The runaway train that is Novak Djokovic could leave some lasting marks on his sport in the final stages of the French Open: longest winning streak to open a season and most precipitous climb to No 1 in the world. Both can be achieved if he wins two more matches at Roland Garros.
He got a bye to the last four when Fabio Fognini withdrew with an injury, and it does not count towards Djokovic's winning streak. Thus, he still needs two victories to break John McEnroe's record 42 consecutive wins to open a season, and cannot eclipse, before next week, Guillermo Vilas's mark for longest win streak, 46.
If Djokovic reaches the final he will be ranked No 1 for the first time, replacing Rafael Nadal at the top, which would have seemed a ludicrous concept a few short months ago when Nadal's lead was, roughly, 5,000 points and he was unbeaten against Djokovic on clay. But that was before the Serb turned invincible and won consecutive clay-court finals against Rafa.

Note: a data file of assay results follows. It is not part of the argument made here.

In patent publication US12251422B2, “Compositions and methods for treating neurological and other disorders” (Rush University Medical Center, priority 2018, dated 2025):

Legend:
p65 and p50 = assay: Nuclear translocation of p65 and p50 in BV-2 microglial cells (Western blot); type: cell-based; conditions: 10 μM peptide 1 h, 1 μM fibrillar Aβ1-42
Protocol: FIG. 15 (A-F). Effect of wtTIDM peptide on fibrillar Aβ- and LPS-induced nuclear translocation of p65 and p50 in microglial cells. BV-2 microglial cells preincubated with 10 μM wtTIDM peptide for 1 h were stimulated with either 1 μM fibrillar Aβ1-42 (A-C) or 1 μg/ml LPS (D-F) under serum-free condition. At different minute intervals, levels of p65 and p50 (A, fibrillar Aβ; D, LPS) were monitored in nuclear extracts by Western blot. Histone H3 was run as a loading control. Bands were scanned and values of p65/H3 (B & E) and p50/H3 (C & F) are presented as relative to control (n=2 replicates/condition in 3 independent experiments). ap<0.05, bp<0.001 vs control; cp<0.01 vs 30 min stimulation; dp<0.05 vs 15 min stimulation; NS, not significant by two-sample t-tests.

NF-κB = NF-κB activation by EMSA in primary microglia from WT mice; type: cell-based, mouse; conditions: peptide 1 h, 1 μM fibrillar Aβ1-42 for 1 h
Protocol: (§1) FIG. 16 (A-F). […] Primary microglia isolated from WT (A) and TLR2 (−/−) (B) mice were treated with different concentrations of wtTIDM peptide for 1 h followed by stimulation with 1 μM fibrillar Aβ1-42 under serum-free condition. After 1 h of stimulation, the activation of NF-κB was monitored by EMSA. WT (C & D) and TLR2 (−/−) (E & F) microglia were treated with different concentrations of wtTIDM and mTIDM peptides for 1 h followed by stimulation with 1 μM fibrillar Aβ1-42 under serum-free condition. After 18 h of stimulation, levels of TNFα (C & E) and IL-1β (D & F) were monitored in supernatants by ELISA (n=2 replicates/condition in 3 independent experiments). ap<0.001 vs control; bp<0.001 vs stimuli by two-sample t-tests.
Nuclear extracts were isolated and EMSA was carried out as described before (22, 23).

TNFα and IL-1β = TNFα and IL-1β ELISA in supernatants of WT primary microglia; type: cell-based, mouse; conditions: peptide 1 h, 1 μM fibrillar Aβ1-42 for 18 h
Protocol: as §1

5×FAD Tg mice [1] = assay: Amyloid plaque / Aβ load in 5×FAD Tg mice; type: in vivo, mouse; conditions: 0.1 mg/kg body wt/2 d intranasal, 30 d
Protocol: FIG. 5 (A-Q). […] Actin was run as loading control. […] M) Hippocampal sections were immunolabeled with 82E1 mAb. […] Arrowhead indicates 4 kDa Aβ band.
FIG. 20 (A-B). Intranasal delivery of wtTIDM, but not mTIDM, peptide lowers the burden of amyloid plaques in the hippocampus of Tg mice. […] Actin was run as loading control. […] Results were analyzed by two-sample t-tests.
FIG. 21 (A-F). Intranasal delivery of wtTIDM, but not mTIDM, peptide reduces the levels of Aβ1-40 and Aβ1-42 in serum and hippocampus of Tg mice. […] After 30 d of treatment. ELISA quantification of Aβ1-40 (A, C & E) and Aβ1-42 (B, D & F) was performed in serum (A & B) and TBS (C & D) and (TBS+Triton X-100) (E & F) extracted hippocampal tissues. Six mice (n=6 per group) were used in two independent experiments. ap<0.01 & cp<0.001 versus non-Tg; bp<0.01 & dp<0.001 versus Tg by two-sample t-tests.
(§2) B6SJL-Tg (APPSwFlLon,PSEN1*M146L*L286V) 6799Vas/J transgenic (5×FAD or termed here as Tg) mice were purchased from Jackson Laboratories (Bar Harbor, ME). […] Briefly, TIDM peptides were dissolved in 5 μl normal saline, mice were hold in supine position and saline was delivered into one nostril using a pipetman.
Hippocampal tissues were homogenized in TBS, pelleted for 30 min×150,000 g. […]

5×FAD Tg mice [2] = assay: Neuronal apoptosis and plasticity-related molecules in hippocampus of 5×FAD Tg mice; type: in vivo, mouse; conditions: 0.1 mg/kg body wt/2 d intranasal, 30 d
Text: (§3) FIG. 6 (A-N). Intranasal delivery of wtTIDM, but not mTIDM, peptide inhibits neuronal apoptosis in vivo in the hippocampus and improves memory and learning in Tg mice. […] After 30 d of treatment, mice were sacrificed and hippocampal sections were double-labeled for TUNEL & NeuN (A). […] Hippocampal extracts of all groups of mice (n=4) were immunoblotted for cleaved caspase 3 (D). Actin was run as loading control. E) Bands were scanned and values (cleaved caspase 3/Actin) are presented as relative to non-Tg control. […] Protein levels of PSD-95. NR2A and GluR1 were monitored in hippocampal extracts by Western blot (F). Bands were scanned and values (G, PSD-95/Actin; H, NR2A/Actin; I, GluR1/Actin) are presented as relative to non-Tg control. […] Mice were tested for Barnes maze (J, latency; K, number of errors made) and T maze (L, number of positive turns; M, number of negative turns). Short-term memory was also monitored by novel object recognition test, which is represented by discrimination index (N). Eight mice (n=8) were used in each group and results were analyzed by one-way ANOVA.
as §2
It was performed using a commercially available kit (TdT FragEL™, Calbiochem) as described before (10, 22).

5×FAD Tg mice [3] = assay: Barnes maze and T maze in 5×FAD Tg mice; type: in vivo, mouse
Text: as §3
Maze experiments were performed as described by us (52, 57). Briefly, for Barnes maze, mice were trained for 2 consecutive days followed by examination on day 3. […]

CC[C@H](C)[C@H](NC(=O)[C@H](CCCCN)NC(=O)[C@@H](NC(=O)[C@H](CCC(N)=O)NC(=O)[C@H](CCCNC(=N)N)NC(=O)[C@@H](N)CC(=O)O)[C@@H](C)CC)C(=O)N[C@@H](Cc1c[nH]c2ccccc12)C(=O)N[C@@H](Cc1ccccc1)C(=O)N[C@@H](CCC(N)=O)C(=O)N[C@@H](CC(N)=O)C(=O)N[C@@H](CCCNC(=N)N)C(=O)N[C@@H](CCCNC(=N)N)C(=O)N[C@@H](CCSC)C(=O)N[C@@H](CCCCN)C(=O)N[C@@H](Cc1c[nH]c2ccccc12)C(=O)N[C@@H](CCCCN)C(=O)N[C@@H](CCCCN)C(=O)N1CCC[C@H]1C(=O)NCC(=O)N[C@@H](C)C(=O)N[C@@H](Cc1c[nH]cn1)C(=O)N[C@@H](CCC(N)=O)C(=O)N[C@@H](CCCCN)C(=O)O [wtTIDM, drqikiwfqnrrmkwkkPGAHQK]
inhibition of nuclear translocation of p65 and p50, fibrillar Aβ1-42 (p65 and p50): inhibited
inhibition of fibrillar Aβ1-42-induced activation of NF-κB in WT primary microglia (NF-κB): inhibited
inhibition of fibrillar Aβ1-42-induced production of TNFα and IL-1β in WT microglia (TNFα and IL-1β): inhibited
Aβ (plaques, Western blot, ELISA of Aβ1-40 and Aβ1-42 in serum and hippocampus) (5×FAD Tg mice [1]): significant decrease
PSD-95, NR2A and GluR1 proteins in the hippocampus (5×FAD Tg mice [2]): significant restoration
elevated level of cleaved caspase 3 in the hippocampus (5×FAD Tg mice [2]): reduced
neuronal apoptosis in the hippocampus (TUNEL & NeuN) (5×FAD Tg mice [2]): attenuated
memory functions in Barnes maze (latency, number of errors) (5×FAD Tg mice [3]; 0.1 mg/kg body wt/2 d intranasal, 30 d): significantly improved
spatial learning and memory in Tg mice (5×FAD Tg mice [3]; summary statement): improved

If Djokovic wins the French he will be worthy of any accolades we can heap on him, given that he is likely to see Roger Federer in the semis and Nadal in the final. One of the great plot lines in tennis is the rise and fall of champions.
Watching Nadal slowly break down Federer's dominance was fascinating. Djokovic is going about this in a different manner, choosing the hard road. Unbeaten for five months, he aims to supplant Nadal as world No 1 by battering to bits the Spaniard's clay citadel.